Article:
The world of Crypto was shaken earlier this month after a damning report from CoinDesk questioned the stability and liquidity of FTX and Bankman-Fried’s enterprise and the events that spiraled out of their findings.
Back on November 2, CoinDesk published an article that took a deeper look into Sam Bankman-Fried’s Crypto Empire. Bankman-Fried has been a darling of the crypto scene since he launched his crypto trading firm Alameda Research back in 2017, followed by the launch of the crypto exchange platform FTX.
Both companies quickly became powerhouses in their own right, with FTX netting $350 million in profits and Alameda Research accruing $1 billion (both in 2020). And yet the house of cards came tumbling down when Coindesk discovered things were not as they seemed.
According to CoinDesk, while the two businesses are separate, their finances are very much tied together in one key aspect: Alameda’s balance sheet was seemingly mostly tied up in FTT, a coin invented by its sister company, FTX. This revelation, while concerning, wasn’t necessarily untoward or wrong in itself, but it brought into question the strength and stability of Alameda, given that its foundation wasn’t tied to an independent asset.
The real problem came five days later when the CEO of Binance, Changpeng Zhao, decided to act on this revelation. Whether out of concern or because he smelled blood in the water for its main rival, Zhao decided to liquidate the entirety of Binance’s FTT holdings, about $530 million. This action, in turn, caused customers to race to liquidate their own holdings in the FTX platform. Over 72 hours, FTX was hit with around $6 billion in withdrawals, which it was struggling to fulfill given its own liquidity issues.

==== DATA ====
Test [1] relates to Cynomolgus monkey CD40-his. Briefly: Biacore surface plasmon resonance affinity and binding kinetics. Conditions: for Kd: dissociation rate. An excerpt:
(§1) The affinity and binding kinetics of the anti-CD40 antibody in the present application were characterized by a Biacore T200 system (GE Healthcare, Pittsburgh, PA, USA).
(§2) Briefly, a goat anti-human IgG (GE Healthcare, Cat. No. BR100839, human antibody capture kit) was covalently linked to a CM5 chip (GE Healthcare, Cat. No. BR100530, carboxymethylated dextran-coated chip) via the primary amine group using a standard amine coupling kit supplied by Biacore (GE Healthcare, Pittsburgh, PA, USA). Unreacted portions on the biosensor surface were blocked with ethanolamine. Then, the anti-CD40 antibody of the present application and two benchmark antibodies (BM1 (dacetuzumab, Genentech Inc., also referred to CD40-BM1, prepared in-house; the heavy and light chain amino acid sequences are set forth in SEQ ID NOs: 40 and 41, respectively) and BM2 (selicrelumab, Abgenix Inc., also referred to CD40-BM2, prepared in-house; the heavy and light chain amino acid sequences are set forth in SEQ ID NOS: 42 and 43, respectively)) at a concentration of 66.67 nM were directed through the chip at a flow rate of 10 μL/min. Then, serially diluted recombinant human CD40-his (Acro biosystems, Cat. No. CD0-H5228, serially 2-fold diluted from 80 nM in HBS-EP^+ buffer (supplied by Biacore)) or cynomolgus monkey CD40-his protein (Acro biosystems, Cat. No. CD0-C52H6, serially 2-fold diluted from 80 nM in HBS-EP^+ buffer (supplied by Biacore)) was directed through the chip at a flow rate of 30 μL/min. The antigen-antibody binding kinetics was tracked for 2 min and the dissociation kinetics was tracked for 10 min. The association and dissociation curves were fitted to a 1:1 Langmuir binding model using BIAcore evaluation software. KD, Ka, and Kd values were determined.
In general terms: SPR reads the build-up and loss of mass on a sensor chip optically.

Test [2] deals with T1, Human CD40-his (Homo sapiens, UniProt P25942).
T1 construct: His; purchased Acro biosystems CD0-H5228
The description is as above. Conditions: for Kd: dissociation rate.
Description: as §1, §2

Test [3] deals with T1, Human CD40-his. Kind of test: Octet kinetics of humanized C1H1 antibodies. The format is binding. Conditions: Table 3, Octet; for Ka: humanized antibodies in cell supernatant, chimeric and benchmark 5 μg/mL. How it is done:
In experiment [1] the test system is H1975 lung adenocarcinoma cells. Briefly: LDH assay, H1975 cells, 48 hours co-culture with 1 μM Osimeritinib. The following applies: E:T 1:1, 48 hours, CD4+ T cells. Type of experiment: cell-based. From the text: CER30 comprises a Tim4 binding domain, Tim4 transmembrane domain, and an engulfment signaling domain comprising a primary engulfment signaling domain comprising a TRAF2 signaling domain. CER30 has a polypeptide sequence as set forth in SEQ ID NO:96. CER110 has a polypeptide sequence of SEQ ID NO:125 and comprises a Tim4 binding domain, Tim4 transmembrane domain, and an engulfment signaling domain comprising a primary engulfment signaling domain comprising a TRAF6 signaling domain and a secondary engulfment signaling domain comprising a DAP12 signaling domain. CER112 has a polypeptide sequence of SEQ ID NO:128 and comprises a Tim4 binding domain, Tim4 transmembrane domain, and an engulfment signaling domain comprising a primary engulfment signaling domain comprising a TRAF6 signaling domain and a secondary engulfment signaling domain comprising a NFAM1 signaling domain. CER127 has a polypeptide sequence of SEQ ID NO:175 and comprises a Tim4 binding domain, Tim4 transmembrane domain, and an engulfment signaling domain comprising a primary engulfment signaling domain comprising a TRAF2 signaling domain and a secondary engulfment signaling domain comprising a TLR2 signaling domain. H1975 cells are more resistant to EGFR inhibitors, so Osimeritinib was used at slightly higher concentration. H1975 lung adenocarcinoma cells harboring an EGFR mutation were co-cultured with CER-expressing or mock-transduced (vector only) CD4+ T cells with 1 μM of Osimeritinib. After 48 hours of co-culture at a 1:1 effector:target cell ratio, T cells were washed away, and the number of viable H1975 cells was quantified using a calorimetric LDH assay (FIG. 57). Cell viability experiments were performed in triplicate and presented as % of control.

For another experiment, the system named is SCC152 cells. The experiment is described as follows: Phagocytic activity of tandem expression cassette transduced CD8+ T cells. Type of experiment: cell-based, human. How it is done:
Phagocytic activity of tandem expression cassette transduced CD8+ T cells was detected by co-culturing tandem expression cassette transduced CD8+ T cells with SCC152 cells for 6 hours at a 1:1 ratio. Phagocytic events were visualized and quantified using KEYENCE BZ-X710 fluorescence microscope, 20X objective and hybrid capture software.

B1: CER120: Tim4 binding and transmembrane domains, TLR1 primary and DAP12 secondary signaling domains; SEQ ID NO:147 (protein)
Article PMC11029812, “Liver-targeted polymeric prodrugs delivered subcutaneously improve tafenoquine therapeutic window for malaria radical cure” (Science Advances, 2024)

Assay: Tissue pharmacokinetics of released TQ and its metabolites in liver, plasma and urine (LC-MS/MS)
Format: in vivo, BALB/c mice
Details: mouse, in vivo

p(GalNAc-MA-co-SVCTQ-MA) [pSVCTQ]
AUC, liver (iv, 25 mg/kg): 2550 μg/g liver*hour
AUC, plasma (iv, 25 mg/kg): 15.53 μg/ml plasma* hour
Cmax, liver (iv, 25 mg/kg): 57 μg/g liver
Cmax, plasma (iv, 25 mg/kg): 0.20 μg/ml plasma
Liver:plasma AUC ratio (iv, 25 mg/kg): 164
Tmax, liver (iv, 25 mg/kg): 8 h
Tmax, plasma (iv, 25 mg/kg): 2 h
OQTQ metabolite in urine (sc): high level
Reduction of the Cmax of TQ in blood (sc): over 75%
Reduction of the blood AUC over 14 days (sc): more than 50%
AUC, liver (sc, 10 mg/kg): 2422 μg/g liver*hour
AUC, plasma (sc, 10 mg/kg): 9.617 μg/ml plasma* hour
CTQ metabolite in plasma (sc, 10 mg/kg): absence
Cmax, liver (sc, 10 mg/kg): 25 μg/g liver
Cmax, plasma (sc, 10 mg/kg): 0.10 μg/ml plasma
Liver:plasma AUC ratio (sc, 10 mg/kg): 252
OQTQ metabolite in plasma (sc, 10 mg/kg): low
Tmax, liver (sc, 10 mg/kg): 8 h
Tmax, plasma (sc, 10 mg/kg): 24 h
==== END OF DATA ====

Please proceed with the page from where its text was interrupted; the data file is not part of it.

Then for a moment, it looked like things might come around for Bankman-Fried and FTX, with the revelation that Binance and FTX had signed a non-binding letter of intent where Binance would take over the FTX platform.
But the relief would be short-lived. Less than a day into Binance’s review of FTX’s books and loan commitments, they were already wary of the deal. According to Bloomberg, Binance found a massive gap between liabilities and assets that could be higher than $6 billion.
On top of that, On November 9, Bloomberg revealed that FTX was facing several federal probes (from the SEC and CFTC) that predated this entire conundrum. The continued investigations were focused on FTX US and its lending activities, its potential handling of clients’ funds and assets, its liquidity situation, and its relationship with Alameda Research.
This caused Binance to ultimately drop out of the deal, and the dominos quickly started falling for Bankman-Fried’s empire at that point.
Bankman-Fried’s network took a nosedive, with 94% being wiped in a single day, and while he tried to reach out to other industry rivals for assistance, nobody listened. Then finally, on Friday, Both FTX US and Alameda Research filed for Chapter 11 bankruptcy, and Bankman-Fried resigned as CEO.
John Ray III, a restructuring lawyer who previously worked on high-profile cases like the liquidation of Enron, took over as CEO following Bankman-Fried’s departure.
But apparently, this crisis is far from over.
For starters, the event has shaken the confidence in the crypto market. Bitcoin has fallen about 65% during this year, with analysts projecting it going under $10,000 as a fallout of FTX’s collapse, and Ether sunk 20% over the last week alone.
And things kept getting worse for FTX and Bankman-Fried. On Saturday, FTX started an investigation to determine if crypto assets had been stolen. According to Elliptic, a crypto risk management firm, over $600 million in crypto assets seemed to have been taken from FTX after a possible hack. However, the facts are still unclear, and the investigation is ongoing.
Then on Sunday, the authorities in The Bahamas, where FTX’s headquarters are located, launched their own investigation into FTX for the possibility of criminal misconduct.
Following this, it was revealed that another industry giant, Crypto.com, had its own scandal brewing. Kris Marszalek, Crypto.com’s CEO, revealed that the company had mistakenly sent $400 million worth of Ether to another crypto exchange, Gate.io, back in October. As a result of this revelation, the native token of the platform fell by over 20%.
While he reassured everyone that the company had a “tremendously strong balance sheet,” people are still concerned given the downfall of FTX.
TrustPedia is a financial portal-based research agency. We do our utmost best to offer reliable and unbiased information about crypto, finance, trading and stocks. However, we do not offer financial advice and users should always carry out their own research.Read More